Category Acid Deposition and Energy Use

ACID DEPOSITION, ITS EFFECTS, AND CRITICAL LOADS

Acid deposition is the deposition of air pollutants to ecosystems leading to acidification and eutrophica­tion, which cause negative effects in these ecosystems. The components contributing to acid deposition are sulfur compounds (SO2 and SO4), oxidized nitrogen compounds (NO, NO2, HNO2, HNO3, and NO3), and reduced nitrogen compounds (NH3 and NH4). Some rain is naturally acidic because of the carbon dioxide (CO2) in air that dissolves with rain water and forms a weak acid. This kind of acid is actually beneficial because it helps dissolve minerals in the soil that both plants and animals need. Ammonia acts as a base in the atmosphere, neutralizing nitric and sulfuric acid, but in soil ammonia it can be converted by microorganisms to nitric acid, producing addi­tional acid in the process.

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INTRODUCTION

The alarm regarding the increasing acidification of precipitation in Europe and eastern North America was first sounded in the 1960s. Since then, most attention has focused on acid rain’s effects, estab­lished and suspected, on lakes and streams, with their populations of aquatic life, and on forests, although the list of concerns is far broader: It includes contamination of groundwater, corrosion of man­made structures, and, recently, deterioration of coastal waters.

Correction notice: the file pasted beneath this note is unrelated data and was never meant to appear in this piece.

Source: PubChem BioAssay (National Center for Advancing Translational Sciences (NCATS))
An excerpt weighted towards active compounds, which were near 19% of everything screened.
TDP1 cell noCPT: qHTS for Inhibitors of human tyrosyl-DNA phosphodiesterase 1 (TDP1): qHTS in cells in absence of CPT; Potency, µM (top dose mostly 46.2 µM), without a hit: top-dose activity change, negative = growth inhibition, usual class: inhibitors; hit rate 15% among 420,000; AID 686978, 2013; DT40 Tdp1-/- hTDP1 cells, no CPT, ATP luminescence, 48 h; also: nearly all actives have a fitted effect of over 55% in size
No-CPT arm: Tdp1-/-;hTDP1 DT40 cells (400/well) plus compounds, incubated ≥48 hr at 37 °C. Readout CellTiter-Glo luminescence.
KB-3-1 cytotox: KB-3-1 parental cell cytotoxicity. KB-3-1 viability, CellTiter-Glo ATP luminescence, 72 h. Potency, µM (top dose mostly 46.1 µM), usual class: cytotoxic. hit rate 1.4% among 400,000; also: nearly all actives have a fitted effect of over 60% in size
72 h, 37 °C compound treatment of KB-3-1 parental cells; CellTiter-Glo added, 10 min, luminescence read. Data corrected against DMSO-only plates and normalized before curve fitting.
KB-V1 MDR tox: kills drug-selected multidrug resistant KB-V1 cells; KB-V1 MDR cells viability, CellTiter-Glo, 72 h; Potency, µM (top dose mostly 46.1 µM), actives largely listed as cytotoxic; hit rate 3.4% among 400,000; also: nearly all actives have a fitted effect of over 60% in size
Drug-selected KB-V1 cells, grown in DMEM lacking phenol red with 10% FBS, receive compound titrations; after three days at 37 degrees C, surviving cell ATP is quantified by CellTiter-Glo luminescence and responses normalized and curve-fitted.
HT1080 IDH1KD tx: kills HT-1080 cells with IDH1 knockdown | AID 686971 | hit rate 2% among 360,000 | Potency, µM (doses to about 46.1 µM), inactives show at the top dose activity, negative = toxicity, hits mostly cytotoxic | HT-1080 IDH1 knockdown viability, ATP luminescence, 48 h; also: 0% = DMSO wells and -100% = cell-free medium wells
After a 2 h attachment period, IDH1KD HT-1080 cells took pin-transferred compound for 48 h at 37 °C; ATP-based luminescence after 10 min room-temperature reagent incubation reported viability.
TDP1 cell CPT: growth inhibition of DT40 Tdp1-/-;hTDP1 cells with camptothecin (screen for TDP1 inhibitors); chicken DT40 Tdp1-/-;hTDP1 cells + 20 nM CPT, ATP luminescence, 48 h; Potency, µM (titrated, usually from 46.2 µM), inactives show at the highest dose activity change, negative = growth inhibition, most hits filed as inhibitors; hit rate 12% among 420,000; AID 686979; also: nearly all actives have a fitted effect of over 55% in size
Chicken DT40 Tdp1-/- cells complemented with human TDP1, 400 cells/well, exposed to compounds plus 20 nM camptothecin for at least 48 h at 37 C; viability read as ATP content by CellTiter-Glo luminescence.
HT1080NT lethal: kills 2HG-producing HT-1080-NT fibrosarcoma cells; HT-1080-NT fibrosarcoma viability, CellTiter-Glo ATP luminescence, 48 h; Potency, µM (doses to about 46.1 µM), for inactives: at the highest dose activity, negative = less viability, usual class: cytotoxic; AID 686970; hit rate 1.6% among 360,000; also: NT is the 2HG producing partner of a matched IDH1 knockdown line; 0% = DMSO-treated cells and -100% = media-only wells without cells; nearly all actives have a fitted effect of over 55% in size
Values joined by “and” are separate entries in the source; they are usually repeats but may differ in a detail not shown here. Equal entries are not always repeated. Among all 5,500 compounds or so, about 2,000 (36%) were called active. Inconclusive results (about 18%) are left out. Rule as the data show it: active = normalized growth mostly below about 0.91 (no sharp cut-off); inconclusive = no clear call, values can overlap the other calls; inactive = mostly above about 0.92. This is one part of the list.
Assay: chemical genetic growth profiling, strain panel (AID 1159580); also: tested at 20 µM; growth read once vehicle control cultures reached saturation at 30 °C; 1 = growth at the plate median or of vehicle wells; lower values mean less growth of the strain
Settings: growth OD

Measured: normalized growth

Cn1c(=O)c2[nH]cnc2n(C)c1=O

The processes that convert the gases into acid and wash them from the atmosphere began operating long before humans started to burn large quantities of fossil fuels. Sulfur and nitrogen compounds are also released by natural processes such as volcanism and the activity of soil bacteria...

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Acid Deposition and Energy Use

Acid Deposition and Energy Use

The history of human culture can be viewed as the progressive development of new energy sources and their associated conversion technologies. Advances in our understanding of energy have produced unparalleled transformations of society, as exempli­fied by James Watt’s steam engine and the discovery of oil. These transformations increased the ability of humans to exploit both additional energy and other resources, and hence to increase the comfort, long­evity, and affluence of humans, as well as their numbers. Energy is related to human development in three important ways: as a motor of economic growth, as a principal source of environmental stress, and as a prerequisite for meeting basic human needs...

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